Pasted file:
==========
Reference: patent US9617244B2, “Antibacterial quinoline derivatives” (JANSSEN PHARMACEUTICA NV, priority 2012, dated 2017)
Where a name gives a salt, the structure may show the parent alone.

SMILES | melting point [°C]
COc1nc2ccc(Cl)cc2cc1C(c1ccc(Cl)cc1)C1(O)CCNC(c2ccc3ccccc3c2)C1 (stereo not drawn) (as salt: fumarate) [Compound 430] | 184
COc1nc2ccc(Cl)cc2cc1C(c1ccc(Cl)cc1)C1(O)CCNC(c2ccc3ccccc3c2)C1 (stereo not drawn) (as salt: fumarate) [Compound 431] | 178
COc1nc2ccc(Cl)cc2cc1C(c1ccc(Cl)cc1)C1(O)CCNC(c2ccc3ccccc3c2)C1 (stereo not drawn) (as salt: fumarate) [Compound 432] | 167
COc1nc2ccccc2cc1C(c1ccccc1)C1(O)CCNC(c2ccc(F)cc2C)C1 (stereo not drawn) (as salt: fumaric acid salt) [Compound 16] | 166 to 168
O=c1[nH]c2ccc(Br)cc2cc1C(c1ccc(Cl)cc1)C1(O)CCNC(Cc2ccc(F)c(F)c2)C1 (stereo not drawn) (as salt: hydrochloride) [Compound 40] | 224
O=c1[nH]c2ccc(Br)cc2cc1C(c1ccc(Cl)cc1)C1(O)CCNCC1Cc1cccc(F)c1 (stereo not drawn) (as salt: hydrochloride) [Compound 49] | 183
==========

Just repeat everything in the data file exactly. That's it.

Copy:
Reference: patent US9617244B2, “Antibacterial quinoline derivatives” (JANSSEN PHARMACEUTICA NV, priority 2012, dated 2017)
Where a name gives a salt, the structure may show the parent alone.

SMILES | melting point [°C]
COc1nc2ccc(Cl)cc2cc1C(c1ccc(Cl)cc1)C1(O)CCNC(c2ccc3ccccc3c2)C1 (stereo not drawn) (as salt: fumarate) [Compound 430] | 184
COc1nc2ccc(Cl)cc2cc1C(c1ccc(Cl)cc1)C1(O)CCNC(c2ccc3ccccc3c2)C1 (stereo not drawn) (as salt: fumarate) [Compound 431] | 178
COc1nc2ccc(Cl)cc2cc1C(c1ccc(Cl)cc1)C1(O)CCNC(c2ccc3ccccc3c2)C1 (stereo not drawn) (as salt: fumarate) [Compound 432] | 167
COc1nc2ccccc2cc1C(c1ccccc1)C1(O)CCNC(c2ccc(F)cc2C)C1 (stereo not drawn) (as salt: fumaric acid salt) [Compound 16] | 166 to 168
O=c1[nH]c2ccc(Br)cc2cc1C(c1ccc(Cl)cc1)C1(O)CCNC(Cc2ccc(F)c(F)c2)C1 (stereo not drawn) (as salt: hydrochloride) [Compound 40] | 224
O=c1[nH]c2ccc(Br)cc2cc1C(c1ccc(Cl)cc1)C1(O)CCNCC1Cc1cccc(F)c1 (stereo not drawn) (as salt: hydrochloride) [Compound 49] | 183